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Old 09-07-2012, 10:50 AM   #3021
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Quote:
Originally Posted by IFMracin
Since this seems to be the place to post, here's my build.

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Looks nice! Very clean build. Now to make great beer.
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Old 09-07-2012, 11:39 AM   #3022
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Originally Posted by buzzman003

Ordered mine 2 days ago from the same seller. Should be here soon.
I'm wishing I hadn't bought mine from China. It's been a couple weeks now and I'm getting impatient. Next time I will just pay the few dollars extra.
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Old 09-07-2012, 11:43 AM   #3023
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I ordered mine it took almost a month another
Friend ordered from the same guys lives 20 mins from me he got his in 4 days. Only positive I that is I've used mine, he's too busy to wire it up...

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Old 09-07-2012, 04:51 PM   #3024
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I think the GFCI discussion got muddled by the use of "cannot/will" where "shouldn't/can" would have been more appropriate, as was clarified later. Even my original 'could' would have read better as a 'may'.

That being said, using 2 GFCIs in series can cause issues, even when wired properly (for series). This can happen even when both GFCIs function properly when wired separately/in parallel. Several scenarios can cause this:

One GFCI has a current leakage lower than its trip threshold (or before its trip circuitry), and is wired downstream of a GFCI that has a trip threshold lower than the leakage (or the sum of leakages, if the upstream GFCI also has some 'post trip circuitry' leakage).
Any combination of the above resulting in a 'post trip circuitry' current leakage that exceeds the trip threshold of the upstream GFCI.
I have personally encountered this. I figured out which GFCI was problematic, and tossed it, even though it worked on its own. No sense in keeping something like that around. There could have been all kinds of reasons there was current leakage, none of them good.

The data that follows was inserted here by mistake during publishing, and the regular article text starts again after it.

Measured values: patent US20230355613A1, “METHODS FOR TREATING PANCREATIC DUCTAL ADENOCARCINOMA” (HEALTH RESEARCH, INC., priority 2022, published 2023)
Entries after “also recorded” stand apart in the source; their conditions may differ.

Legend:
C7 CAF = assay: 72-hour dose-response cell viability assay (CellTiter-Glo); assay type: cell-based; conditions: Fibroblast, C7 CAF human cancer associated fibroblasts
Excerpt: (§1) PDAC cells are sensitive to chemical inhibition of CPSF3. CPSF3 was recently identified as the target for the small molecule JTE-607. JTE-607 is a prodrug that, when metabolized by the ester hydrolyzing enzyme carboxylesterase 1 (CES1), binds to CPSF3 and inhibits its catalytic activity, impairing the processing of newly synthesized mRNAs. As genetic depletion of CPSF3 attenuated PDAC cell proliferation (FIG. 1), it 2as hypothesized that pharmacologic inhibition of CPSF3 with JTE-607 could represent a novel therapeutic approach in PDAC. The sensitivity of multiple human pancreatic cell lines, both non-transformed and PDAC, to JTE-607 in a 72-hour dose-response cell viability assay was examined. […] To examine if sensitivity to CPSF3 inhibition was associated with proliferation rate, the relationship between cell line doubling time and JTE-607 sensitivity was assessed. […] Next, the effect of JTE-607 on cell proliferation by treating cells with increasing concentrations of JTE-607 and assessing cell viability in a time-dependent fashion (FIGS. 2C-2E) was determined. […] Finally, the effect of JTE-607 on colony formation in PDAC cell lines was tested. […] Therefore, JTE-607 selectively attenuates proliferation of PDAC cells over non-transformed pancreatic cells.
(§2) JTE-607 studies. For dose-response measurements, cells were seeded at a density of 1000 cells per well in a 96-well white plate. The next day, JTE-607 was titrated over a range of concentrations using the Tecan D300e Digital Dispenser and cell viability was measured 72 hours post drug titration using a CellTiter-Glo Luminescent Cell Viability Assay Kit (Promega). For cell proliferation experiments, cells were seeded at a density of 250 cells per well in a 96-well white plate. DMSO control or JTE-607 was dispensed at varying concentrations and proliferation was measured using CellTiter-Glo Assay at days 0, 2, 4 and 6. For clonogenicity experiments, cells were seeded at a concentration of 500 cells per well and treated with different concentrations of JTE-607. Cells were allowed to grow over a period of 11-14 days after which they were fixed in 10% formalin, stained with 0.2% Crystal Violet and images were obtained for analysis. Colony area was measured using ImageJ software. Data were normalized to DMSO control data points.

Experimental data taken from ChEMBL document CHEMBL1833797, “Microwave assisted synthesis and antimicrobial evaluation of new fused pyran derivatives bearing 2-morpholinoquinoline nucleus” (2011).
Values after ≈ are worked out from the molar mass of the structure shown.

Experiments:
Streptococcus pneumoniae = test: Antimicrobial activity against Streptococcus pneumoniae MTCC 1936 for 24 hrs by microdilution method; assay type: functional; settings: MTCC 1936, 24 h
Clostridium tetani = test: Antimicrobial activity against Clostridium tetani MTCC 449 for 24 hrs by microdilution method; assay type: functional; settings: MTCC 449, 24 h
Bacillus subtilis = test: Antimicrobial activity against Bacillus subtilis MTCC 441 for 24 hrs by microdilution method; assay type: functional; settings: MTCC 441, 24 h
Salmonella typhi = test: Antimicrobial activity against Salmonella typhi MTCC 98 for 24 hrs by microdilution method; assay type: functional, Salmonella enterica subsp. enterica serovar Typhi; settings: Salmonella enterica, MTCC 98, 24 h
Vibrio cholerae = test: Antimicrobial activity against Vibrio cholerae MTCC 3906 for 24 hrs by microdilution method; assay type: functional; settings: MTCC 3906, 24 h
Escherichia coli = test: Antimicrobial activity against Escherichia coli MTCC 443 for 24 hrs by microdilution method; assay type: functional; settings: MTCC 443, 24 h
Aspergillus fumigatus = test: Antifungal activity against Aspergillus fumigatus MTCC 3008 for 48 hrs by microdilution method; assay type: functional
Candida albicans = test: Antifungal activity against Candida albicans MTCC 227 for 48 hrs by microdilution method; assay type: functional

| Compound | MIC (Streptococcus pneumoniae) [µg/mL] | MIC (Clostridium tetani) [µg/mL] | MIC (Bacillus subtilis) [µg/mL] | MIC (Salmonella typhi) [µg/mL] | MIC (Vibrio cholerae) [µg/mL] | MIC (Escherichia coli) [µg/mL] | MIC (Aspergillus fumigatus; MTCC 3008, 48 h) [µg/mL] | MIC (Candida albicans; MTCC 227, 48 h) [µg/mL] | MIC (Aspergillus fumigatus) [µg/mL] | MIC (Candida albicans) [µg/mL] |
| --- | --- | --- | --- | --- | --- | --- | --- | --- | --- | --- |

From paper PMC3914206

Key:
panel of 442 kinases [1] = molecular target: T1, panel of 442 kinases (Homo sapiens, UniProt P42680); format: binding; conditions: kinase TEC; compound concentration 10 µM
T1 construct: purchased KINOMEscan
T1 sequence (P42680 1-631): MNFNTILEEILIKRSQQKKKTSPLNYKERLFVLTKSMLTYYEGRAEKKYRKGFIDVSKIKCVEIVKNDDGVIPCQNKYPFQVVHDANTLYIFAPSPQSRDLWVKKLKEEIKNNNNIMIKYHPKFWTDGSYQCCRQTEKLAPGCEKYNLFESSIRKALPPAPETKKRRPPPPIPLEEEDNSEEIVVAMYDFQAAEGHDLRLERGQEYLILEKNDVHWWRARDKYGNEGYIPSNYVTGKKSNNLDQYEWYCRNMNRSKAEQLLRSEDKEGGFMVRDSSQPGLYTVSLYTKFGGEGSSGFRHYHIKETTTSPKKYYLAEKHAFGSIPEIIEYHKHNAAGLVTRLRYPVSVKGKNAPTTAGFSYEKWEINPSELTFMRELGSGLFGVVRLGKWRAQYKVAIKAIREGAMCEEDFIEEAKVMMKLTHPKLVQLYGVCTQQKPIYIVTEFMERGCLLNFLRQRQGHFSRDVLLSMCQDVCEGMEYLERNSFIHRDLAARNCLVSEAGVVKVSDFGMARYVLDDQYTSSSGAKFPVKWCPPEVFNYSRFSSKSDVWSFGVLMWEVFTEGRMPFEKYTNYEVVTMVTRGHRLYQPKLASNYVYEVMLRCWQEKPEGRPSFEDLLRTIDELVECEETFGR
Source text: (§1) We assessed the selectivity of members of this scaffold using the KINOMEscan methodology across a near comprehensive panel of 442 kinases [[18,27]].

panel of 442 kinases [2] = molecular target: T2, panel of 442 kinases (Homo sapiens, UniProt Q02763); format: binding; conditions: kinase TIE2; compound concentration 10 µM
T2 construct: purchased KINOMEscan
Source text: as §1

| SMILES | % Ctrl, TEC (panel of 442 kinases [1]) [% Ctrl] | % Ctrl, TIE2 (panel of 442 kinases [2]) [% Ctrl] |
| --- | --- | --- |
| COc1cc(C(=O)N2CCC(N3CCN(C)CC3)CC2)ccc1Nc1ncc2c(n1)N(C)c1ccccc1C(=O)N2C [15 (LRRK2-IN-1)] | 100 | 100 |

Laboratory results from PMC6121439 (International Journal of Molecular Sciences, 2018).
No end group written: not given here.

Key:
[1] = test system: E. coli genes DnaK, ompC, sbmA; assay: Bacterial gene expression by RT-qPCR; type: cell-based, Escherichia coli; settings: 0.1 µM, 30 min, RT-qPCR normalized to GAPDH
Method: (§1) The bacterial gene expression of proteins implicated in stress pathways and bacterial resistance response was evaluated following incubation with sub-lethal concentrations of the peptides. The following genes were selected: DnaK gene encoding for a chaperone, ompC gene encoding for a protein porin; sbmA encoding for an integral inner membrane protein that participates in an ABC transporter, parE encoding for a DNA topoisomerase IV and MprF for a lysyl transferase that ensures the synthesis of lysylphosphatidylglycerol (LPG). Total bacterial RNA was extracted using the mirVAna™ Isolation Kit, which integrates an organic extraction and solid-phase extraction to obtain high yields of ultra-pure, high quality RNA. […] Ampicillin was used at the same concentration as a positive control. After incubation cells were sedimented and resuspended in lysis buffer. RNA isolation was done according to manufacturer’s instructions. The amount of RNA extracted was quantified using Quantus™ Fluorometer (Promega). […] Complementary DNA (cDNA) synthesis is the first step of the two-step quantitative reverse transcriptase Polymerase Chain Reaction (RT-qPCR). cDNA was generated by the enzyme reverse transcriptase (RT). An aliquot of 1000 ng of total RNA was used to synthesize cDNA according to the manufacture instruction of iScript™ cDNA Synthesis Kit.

These same issues can also be caused by faulty wiring external to the GFCI device as well, and this is a much more common cause.

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Unless your breaker includes GFCI, which is common (code?) these days, you had something wired incorrectly. If you have GFCI breakers, then there could have been an issue plugging a standalone GFCI breaker into an outlet controlled by the GFCI breaker.
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Originally Posted by Jim1234 View Post
You cannot have two GFCIs on the same circuit, they will trip eachother.... (Just like you saw)
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That doesn't make sense to me. Could you provide an explanation or justification for your statement?
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Originally Posted by JuanMoore View Post
This is not entirely true. It's redundant, and many electricians and inspectors advise against it, but if wired correctly they will not trip each other.
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And I was told that if you have two gfcis on one circuit (gfci breaker, outlet, and/or gfci plug) you can have issues with constant tripping.
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I've heard Mike Holmes saying that as well. . .
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Old 09-07-2012, 11:37 PM   #3025
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.....That being said, using 2 GFCIs in series can cause issues, even when wired properly (for series).......
I agree with the rest of your post but I can't imagine why one would wire ANY receptacles in SERIES, much less a GFCI. Residential power distribution is strictly a parallel game. If any receptacle is wired in series with another receptacle, they share the voltage and most, if not all, appliances would not function.

Now that I think about it, maybe I'm just misunderstanding the terms being used. By "series", are we talking about a gfci attached, in parallel, to the LOAD side of an upstream gfci? If that's the case, then, in theory, there should still be no issues. Of course, if one of the gfcis is not functioning correctly, then all bets are off.

A gfci constantly compares the current in the LINE hot and neutral conductors. If that current is unequal by more than about 6mA then it trips. It is assumed that extra current is traveling to ground through some other path. The LOAD terminals simply extend that monitoring to downstream receptacles.